The dangers arising from failure to thoroughly expose errors by challenging falsehoods and misinformation are not limited to the resulting dearth of correct information and knowledge. Of even graver concern is the risk that existing discrimination and prejudice will interact with fears of infection to spur runaway suspicion that deepens the fractures within society and undermines the human rights and dignity that must be protected for all people.

  

Addressing the question of human rights and contagious disease, UN High Commissioner for Human Rights Michelle Bachelet noted the following in a statement issued on March 6, 2020, five days before WHO declared COVID-19 a pandemic: “Human dignity and rights need to be front and centre in that effort, not an afterthought.” [28]

  

In September, discussing the approaches that are indispensable to our efforts to overcome the COVID-19 crisis, the High Commissioner stressed the following:

  

We have witnessed the ways in which deeply entrenched inequalities and human rights gaps fuel this virus—magnifying contagion and vastly accelerating its threat. What we need to see today is action to repair those gaps and heal those deep wounds, both in and between our societies. [29]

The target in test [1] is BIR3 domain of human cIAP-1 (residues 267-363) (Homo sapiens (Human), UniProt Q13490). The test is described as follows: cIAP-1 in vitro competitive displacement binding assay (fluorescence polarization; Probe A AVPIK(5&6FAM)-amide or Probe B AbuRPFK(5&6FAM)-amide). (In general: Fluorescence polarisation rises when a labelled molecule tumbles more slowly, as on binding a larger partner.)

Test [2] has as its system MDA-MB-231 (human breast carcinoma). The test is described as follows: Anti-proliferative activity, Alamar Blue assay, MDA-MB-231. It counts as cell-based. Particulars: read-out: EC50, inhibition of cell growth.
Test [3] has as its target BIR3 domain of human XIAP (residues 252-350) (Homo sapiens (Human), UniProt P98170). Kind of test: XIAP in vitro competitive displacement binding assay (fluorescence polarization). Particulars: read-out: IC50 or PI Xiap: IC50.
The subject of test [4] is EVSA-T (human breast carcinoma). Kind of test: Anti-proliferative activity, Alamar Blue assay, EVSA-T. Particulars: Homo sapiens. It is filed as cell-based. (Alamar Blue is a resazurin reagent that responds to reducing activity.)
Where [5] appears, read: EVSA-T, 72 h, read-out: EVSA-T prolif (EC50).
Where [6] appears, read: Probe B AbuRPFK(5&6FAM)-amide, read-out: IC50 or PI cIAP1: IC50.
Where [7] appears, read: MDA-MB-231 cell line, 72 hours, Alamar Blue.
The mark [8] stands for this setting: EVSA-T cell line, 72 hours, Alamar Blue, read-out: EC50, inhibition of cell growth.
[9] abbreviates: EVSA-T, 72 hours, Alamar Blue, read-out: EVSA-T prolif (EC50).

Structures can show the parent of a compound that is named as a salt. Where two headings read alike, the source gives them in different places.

The structural nature of what the High Commissioner refers to as deeply entrenched inequalities and human rights gaps has tended to obscure the resulting deep wounds. I believe the COVID-19 crisis has brought to the surface discriminatory attitudes already held by people in a semiconscious manner. As the pandemic has worsened, there is concern about the heightened risk that people, influenced by hate-filled discourse, will seek targets on whom to vent their pain and frustration.

  

Everyone, regardless of geographic or occupational differences and distinctions of ethnicity or faith, is exposed to the risk of infection with COVID-19. Despite the fact that this is clearly a challenge we must confront and overcome together, we see social fragmentation that exacerbates the threat. What are the underlying factors driving this?